Emerging markets first became popular among investors in the early 2000s. Despite some economists and investors developing reservations about these markets since then, they remain relatively popular. Over the last 20 years, various new tools and funds for investing in emerging markets have been launched. An investment in these markets provides a unique opportunity to expose your portfolio to both higher risks and higher rewards. Significant gains await investors who correctly select and time their emerging market investments. However, there are risks for those who fail to properly assess the investment risks.
What are emerging markets?
The term emerging markets refers to those economies that are between the stages of developed and developing. An economy enters the emerging-market phase when it experiences high growth, combined with above-average volatility.
During the rapid growth phase of an emerging market, it usually becomes more tightly integrated with the world economy. This can be seen from the increased liquidity in such an economy’s equity and debt markets, strong growth in foreign direct investment and trade volume, and the development of modern regulatory and financial institutions in the local market.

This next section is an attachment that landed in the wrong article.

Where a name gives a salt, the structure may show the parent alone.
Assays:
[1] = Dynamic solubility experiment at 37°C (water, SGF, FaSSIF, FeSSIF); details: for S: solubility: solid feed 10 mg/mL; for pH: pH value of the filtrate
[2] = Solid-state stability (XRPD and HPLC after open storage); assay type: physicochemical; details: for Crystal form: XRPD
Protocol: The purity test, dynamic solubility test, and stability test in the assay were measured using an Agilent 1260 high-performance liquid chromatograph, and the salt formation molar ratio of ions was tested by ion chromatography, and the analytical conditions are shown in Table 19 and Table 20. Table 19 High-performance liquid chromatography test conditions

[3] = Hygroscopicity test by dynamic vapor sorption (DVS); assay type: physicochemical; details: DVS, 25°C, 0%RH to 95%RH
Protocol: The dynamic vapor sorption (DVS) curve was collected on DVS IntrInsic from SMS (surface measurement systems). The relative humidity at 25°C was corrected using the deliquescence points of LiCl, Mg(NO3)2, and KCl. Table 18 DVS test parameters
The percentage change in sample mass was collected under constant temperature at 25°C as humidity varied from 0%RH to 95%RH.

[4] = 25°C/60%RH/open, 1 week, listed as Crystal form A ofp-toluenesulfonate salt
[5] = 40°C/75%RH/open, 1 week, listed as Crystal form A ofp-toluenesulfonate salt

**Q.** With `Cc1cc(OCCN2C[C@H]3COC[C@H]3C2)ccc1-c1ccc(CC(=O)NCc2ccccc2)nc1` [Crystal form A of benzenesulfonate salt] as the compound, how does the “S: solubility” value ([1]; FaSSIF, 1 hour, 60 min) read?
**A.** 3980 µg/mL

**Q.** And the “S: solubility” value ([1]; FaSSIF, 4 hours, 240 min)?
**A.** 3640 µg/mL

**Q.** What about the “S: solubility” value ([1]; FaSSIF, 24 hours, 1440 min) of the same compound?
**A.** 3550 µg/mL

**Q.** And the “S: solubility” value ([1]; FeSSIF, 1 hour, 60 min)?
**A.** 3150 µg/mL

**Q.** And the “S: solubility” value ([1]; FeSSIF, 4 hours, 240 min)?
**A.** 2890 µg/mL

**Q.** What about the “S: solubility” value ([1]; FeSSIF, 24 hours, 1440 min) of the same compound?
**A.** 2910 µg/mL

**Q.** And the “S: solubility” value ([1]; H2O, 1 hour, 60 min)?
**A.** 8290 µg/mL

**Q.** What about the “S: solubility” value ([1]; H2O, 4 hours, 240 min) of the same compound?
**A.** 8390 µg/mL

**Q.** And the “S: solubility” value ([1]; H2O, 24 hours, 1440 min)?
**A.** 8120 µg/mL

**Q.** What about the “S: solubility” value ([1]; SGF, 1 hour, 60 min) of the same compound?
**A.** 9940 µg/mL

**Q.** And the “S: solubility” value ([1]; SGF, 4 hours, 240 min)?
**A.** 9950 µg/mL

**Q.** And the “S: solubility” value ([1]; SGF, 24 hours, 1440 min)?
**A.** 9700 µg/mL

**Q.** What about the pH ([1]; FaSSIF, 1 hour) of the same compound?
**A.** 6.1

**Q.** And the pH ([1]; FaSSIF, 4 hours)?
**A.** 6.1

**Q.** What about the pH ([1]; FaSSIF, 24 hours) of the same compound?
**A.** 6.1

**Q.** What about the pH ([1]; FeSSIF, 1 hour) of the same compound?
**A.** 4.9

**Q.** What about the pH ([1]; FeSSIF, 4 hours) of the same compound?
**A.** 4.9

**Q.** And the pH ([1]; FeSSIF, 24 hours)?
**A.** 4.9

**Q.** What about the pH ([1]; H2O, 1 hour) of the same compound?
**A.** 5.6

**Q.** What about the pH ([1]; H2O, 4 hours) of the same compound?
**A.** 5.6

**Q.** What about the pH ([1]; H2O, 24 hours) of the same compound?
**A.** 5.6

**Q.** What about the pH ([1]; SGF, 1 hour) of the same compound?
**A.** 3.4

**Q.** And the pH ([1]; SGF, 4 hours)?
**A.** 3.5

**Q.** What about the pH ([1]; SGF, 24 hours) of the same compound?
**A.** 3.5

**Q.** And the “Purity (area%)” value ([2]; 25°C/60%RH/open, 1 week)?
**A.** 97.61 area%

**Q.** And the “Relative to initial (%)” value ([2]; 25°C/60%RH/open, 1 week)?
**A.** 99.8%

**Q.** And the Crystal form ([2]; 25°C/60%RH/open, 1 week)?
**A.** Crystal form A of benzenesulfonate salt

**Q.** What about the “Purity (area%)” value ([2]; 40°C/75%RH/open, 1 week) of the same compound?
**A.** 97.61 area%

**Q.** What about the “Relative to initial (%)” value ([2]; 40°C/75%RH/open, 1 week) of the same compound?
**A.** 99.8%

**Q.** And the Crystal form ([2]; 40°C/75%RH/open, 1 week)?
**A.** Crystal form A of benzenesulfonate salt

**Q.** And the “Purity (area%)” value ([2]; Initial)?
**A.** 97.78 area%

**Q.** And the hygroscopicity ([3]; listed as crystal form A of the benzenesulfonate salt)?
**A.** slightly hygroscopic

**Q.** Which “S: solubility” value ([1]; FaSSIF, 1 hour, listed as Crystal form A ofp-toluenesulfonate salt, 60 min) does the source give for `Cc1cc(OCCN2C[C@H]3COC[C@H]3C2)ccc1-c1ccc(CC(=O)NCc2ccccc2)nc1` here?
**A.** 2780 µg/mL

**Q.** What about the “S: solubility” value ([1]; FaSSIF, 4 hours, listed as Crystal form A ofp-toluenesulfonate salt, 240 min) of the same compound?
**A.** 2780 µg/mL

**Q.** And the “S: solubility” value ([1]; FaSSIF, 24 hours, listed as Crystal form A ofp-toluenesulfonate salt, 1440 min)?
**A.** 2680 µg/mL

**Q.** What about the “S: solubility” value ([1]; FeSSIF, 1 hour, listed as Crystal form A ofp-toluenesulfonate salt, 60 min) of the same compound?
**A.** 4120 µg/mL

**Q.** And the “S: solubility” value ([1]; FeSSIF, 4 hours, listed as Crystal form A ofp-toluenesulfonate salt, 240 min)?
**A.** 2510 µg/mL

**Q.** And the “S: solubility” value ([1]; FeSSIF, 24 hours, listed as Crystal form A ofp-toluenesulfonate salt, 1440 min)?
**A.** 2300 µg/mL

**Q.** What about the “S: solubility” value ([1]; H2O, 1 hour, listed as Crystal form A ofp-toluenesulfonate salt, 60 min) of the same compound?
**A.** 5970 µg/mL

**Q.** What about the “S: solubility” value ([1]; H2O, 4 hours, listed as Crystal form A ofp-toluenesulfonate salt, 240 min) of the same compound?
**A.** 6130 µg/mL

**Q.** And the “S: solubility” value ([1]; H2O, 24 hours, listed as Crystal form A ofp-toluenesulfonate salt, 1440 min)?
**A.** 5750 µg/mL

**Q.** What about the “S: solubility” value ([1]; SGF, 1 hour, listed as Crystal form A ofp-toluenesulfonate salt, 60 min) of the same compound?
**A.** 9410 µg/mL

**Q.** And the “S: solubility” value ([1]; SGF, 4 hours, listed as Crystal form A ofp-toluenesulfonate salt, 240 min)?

A critical feature of an emerging market economy is that it is busy transforming from a less developed, pre-industrial, low-income economy to an industrial economy with a relatively high standard of living. When investors and economists evaluate emerging market economies for investment purposes, they look for countries with relatively little social and political unrest as well as reliable economic growth.
Over the past few years, the most prominent emerging market economies include China, Mexico, India, Russia, Saudi Arabia, Brazil, and Pakistan.
What are the different types of risks to use when investing in emerging markets?
When a market follows a normal distribution pattern, it is possible to use financial models to determine the prices financial instruments, such as derivatives, to make fairly accurate projections about where equity prices are heading. Examples of markets where returns follow more or less such a pattern are North America and Europe.
Unfortunately, in an emerging market returns often do not follow a normal distribution. As a result, making economic forecasts based on this type of mean-variance analysis much more problematic.
Emerging markets are often constantly changing. This makes it difficult to use historical data to make projections regarding future events such as growth rates or price increases.
Generally speaking, emerging markets are not as liquid as developed markets. This causes higher levels of price uncertainty and above-average broker fees. Investors who attempt to sell assets in such a market face a very real risk that their orders might be fulfilled at a much less favorable level than the current market price.
On top of that, brokers typically charge relatively high commissions since they have to go to more trouble to find counterparties for their clients’ orders. The net effect is that illiquid markets often do not allow investors to reap the benefits offered by fast transactions.
Insider trading restrictions not always enforced